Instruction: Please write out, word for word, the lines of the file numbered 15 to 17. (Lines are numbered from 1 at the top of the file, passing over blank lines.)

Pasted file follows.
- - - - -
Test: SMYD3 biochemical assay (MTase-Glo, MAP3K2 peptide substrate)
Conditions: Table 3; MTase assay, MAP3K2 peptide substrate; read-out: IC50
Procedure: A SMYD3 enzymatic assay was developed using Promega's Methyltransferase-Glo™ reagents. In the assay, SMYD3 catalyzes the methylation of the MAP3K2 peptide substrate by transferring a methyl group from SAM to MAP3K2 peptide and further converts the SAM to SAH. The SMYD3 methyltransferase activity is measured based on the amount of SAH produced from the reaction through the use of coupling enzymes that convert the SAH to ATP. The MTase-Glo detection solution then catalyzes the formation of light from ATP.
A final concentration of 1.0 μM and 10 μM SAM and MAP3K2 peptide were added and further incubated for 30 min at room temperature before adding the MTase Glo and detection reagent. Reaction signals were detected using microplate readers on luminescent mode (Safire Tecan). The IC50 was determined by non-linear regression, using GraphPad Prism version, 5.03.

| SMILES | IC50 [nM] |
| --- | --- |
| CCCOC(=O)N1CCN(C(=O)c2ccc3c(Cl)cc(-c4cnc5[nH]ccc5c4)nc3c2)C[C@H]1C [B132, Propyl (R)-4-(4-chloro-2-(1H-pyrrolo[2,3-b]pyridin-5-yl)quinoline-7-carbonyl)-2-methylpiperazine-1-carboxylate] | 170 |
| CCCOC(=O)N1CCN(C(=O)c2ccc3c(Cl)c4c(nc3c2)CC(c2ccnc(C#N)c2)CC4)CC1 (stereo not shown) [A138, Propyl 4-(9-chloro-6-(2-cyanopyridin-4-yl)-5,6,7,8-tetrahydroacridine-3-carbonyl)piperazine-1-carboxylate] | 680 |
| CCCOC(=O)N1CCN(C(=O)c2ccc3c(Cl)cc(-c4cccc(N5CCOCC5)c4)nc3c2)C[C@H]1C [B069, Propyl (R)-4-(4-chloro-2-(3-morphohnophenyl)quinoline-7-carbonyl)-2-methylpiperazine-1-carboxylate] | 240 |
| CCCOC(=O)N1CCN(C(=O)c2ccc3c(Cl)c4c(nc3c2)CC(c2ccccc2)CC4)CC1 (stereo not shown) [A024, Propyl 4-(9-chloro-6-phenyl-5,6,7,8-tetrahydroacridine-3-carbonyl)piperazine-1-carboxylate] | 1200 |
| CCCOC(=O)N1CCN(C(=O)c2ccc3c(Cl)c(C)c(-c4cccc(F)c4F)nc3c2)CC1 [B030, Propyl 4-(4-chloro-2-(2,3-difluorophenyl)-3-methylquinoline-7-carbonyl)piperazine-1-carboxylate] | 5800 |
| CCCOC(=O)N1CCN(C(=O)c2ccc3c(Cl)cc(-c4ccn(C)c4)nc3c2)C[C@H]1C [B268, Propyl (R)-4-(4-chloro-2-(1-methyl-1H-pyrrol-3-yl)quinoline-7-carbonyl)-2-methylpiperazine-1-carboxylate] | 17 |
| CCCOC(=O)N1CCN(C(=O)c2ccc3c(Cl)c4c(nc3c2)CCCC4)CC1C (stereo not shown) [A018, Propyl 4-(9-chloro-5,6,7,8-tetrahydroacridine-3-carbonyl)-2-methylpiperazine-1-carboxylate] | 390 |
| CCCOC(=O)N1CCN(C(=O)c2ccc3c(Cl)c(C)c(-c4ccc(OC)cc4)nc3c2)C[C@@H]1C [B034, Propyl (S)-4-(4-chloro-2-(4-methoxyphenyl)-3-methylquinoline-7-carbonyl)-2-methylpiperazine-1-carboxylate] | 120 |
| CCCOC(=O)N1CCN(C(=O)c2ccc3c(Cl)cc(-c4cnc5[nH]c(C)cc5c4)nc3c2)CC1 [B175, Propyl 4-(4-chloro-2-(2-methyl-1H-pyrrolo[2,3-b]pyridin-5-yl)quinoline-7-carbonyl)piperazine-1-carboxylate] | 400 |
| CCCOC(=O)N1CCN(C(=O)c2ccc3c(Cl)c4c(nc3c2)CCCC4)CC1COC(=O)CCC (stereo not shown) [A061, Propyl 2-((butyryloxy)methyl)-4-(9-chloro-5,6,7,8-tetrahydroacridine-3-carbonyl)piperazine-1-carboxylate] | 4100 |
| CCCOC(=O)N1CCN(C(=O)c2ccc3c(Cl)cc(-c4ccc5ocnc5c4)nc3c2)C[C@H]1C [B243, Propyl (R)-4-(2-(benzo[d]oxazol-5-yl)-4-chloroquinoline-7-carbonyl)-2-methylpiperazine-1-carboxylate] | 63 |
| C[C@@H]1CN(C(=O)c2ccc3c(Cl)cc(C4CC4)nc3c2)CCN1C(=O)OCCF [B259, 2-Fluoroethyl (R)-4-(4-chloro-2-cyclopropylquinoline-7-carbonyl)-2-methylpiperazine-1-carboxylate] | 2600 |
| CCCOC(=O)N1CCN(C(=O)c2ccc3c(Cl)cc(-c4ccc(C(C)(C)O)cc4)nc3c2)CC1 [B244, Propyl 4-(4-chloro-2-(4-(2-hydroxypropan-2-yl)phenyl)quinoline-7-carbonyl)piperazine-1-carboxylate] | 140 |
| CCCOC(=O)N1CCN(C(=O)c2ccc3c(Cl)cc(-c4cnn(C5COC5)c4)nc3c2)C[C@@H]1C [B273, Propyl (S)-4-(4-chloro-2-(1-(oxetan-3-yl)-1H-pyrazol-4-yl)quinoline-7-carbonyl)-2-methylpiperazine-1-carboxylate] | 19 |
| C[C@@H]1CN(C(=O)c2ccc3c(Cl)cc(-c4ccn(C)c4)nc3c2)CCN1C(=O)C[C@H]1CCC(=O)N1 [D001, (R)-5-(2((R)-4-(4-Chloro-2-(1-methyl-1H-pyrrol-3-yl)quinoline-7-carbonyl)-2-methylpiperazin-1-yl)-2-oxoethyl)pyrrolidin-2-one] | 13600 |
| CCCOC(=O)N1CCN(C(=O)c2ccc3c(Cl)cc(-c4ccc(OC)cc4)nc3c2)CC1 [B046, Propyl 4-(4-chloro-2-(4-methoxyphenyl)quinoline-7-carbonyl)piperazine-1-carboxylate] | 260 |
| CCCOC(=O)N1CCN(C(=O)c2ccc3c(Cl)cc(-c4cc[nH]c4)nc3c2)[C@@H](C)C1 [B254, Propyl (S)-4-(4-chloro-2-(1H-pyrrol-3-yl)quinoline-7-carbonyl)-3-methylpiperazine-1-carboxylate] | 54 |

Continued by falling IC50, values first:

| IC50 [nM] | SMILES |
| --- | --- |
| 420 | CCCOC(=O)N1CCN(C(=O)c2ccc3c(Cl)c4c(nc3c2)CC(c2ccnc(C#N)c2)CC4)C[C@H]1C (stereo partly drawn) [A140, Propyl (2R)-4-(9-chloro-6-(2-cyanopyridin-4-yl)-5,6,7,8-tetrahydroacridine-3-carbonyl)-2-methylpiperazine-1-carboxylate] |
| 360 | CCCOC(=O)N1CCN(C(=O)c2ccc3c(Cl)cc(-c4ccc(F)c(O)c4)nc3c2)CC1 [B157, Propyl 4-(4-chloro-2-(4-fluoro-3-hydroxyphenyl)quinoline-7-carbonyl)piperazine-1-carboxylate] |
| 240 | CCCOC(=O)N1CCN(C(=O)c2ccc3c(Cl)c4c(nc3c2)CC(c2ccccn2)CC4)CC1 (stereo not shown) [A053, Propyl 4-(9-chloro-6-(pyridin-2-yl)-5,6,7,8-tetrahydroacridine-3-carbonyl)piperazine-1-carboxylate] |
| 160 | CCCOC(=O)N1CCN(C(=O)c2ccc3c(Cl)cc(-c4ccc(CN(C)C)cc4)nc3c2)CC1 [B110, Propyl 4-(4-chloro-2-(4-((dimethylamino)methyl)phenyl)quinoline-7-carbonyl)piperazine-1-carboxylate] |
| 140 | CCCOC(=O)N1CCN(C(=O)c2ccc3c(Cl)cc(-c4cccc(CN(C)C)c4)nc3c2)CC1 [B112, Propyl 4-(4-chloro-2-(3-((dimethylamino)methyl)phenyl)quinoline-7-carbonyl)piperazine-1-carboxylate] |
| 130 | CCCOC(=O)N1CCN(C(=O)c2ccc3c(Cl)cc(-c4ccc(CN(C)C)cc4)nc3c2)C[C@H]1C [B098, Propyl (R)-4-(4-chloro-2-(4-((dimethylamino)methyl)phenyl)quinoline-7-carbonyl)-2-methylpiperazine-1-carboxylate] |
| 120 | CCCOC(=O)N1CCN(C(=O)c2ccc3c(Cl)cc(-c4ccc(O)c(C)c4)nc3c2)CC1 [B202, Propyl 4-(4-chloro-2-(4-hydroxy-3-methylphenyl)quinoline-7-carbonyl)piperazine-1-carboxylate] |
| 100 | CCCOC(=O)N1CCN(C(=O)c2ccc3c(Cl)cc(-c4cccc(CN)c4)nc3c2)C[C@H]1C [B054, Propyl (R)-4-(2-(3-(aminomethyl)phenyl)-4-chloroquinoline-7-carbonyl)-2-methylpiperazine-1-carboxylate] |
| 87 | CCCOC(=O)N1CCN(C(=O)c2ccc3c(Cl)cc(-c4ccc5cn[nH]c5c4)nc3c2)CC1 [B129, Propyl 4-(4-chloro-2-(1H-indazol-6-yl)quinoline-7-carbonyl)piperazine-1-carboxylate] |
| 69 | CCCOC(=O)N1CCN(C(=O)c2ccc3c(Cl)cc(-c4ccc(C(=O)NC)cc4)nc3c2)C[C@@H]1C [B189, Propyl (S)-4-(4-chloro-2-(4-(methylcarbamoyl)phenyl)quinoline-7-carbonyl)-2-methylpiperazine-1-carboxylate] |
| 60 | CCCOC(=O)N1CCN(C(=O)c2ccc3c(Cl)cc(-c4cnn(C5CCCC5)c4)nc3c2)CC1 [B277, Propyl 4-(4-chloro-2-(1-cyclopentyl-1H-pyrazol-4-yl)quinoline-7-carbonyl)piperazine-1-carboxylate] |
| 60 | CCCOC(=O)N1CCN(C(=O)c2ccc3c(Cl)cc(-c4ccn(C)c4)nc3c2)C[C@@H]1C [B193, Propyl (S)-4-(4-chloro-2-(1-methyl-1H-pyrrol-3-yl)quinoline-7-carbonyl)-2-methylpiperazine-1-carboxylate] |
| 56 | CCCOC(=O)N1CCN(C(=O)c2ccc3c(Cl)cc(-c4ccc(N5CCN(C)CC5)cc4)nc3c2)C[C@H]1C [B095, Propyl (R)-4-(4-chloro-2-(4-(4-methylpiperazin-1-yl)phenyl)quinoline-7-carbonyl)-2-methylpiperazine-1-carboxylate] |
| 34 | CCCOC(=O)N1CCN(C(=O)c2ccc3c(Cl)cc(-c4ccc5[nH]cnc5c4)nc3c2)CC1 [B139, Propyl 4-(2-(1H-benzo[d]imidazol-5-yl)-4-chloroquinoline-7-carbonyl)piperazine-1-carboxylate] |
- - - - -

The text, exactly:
| CCCOC(=O)N1CCN(C(=O)c2ccc3c(Cl)cc(-c4cnc5[nH]c(C)cc5c4)nc3c2)CC1 [B175, Propyl 4-(4-chloro-2-(2-methyl-1H-pyrrolo[2,3-b]pyridin-5-yl)quinoline-7-carbonyl)piperazine-1-carboxylate] | 400 |
| CCCOC(=O)N1CCN(C(=O)c2ccc3c(Cl)c4c(nc3c2)CCCC4)CC1COC(=O)CCC (stereo not shown) [A061, Propyl 2-((butyryloxy)methyl)-4-(9-chloro-5,6,7,8-tetrahydroacridine-3-carbonyl)piperazine-1-carboxylate] | 4100 |
| CCCOC(=O)N1CCN(C(=O)c2ccc3c(Cl)cc(-c4ccc5ocnc5c4)nc3c2)C[C@H]1C [B243, Propyl (R)-4-(2-(benzo[d]oxazol-5-yl)-4-chloroquinoline-7-carbonyl)-2-methylpiperazine-1-carboxylate] | 63 |